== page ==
Tech makes drug smuggling easier to do, harder to stop

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Tech makes drug smuggling easier to do, harder to stop

Methamphetamine  [U.S. Drug Enforcement Administration]

Methamphetamine [U.S. Drug Enforcement Administration]

Korea's illegal drug industry has gone from the back alley to the Deep Web.
And that has made it a playground for the young generation, the digital natives.
Kim Dae-gyu, head of the drug investigation unit of the South Gyeongsang Police, explained the new tools used by today's drug dealers: the Deep Web, the Telegram messaging service and cryptocurrencies.
Drug dealers have built an illicit drug market on the Deep Web, a part of the World Wide Web whose contents are not indexed by search engines, with no trackable IP addresses. In that secret place, drug purchases are made from large international drug rings, which are shipped into Korea.
Communications on Telegram are encrypted, are not kept on Telegram's servers and remain completely confidential.  
Contact among overseas manufacturers, buyers and the foreign cargo ships that transport the drugs only occurs on these two platforms.  
Since the 2000s, domestic manufacturing of drugs has plummeted. Only a few Koreans grow opium and hemp in rural areas. There is no reason to take the risk of domestically manufacturing drugs, the Supreme Prosecutor’s Office explains, since smuggling drugs from overseas is easy.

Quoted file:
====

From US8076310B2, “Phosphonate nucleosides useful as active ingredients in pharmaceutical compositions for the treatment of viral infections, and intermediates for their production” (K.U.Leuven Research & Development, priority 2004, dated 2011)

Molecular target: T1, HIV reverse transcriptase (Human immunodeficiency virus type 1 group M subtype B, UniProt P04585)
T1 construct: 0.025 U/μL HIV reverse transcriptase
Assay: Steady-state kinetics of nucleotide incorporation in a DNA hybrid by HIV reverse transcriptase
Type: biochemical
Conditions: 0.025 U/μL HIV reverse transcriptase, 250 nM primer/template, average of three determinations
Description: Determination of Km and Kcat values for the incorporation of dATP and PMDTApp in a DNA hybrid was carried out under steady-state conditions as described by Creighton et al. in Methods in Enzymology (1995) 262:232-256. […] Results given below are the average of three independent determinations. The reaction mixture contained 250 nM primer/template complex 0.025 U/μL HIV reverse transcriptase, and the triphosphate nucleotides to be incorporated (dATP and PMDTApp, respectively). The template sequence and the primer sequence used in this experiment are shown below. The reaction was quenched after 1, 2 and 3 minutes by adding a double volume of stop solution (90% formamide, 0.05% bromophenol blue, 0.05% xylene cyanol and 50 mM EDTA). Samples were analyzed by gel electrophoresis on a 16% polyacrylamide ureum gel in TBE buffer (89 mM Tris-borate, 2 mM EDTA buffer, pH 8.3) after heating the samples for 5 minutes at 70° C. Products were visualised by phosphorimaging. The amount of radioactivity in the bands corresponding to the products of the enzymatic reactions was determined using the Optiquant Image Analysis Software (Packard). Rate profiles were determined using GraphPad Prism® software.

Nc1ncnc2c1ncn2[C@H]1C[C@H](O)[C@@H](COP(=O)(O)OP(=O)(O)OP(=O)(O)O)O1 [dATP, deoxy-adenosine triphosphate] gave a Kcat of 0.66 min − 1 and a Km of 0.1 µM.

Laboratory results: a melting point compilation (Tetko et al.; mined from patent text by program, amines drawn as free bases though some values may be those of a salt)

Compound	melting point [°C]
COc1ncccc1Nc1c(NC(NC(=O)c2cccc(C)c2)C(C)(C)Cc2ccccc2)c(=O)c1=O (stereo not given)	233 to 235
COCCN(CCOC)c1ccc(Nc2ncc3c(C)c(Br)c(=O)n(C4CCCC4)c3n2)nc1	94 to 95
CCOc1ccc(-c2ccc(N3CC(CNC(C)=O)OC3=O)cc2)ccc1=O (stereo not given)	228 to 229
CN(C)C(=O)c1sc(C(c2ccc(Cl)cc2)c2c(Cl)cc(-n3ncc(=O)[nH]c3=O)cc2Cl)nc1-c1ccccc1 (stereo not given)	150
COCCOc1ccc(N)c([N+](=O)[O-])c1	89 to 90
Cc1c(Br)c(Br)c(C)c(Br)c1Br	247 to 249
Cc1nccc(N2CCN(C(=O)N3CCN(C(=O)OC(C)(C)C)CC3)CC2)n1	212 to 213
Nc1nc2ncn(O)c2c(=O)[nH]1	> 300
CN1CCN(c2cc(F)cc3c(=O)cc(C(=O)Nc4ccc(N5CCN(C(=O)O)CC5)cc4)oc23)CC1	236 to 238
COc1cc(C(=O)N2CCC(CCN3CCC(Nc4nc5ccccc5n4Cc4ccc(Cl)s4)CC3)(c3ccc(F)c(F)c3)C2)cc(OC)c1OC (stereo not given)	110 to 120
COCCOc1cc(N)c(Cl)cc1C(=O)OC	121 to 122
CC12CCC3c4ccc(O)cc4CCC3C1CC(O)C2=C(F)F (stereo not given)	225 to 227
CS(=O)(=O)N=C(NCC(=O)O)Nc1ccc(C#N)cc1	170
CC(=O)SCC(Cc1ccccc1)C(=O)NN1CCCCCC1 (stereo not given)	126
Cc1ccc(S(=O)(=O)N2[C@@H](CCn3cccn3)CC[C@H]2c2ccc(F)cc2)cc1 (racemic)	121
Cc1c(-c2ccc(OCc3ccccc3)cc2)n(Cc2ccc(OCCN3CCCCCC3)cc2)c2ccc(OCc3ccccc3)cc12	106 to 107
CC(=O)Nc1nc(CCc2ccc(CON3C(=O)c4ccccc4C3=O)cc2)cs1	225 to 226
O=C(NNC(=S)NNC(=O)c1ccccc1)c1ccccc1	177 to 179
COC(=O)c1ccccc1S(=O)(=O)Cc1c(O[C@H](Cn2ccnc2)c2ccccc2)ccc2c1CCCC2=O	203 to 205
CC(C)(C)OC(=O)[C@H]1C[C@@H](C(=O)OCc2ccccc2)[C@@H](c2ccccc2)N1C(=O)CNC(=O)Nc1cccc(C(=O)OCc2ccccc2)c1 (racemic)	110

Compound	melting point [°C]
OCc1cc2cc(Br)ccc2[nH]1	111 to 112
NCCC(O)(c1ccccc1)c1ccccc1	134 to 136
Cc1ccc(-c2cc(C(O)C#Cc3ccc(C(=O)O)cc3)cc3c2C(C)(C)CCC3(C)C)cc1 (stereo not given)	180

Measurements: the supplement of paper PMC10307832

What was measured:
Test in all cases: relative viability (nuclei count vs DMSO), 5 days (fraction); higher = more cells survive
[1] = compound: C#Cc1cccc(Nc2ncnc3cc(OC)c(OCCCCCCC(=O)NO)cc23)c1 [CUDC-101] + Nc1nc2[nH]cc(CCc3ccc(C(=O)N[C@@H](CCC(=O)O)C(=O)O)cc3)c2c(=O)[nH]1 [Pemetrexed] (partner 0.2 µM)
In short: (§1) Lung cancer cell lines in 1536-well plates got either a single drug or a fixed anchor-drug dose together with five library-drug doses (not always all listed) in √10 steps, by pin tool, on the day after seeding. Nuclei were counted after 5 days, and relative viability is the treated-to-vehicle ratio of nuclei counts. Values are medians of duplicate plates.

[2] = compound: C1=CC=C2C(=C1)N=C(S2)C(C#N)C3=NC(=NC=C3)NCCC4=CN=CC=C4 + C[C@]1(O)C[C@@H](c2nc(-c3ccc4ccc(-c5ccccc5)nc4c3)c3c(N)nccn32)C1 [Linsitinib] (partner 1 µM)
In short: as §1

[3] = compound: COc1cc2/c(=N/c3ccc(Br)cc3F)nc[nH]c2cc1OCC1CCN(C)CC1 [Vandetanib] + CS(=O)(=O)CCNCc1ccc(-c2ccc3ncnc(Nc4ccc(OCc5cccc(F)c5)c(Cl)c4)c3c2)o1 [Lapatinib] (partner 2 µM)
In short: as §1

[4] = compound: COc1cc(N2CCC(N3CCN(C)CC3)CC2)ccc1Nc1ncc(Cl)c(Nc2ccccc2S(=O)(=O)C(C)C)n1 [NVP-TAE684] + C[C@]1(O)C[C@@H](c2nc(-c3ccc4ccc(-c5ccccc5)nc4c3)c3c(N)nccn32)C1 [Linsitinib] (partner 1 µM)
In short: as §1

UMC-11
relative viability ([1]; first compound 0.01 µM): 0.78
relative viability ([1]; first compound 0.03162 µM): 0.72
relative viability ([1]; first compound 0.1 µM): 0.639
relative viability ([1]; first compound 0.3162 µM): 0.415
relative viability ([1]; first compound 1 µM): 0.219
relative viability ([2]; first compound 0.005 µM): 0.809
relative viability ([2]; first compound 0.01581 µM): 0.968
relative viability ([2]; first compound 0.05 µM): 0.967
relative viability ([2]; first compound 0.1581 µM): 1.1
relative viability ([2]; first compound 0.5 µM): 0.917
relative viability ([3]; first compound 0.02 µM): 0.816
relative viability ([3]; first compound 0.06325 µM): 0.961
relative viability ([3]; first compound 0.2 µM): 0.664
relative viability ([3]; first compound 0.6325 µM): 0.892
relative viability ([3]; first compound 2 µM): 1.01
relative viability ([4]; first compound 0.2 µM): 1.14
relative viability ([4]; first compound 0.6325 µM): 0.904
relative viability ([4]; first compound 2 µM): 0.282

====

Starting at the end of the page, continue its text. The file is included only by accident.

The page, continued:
Most drugs distributed in Korea come from Southeast Asia, China, South America and the United States.  
Professionals stow drugs on foreign cargo ships using creative ways to get by customs — mixing them into liquids, with salt, grains, and even packed with machine parts — and then deliver them across Korea using express freight services.  
After online purchases, drugs are shipped directly to a buyer’s home and payment is made in cryptocurrency. Absolutely no communication records are created or in-person arrangements needed.
Ecstacy  [U.S. Drug Enforcement Administration]

Ecstacy [U.S. Drug Enforcement Administration]

“Drug dealers in their 50s and 60s joke around, saying, 'We need to learn how to use technology quickly,'” said Kim. “Buyers refuse to meet in person. Without knowing how to utilize technology, drug dealers can’t operate anymore.
In November 2021, the Telegram Drug Room, a drug-trading social media chat room was busted and a shocking discovery was made: the guy controlling the site was a junior in high school.  
The 18-year-old created the Telegram Drug Room to connect with cargo ships to smuggle methamphetamines, ecstasy and cannabis into Korea.  
Because Telegram guaranteed anonymity, no other members of the group were aware that a teen was operating it. The 18-year-old recruited men in their 20s and 30s as his “employees.”  
The fact that drug dealing is done online is the main reason for the rising number of young drug offenders. Online is their natural habitat.
Compared to a decade ago, the proportion of people in their 20s arrested for drug offenses increased by seven times, according to the Supreme Prosecutors’ Office.  
With e-commerce and non-face-to-face communications, drug dealers are much harder to catch.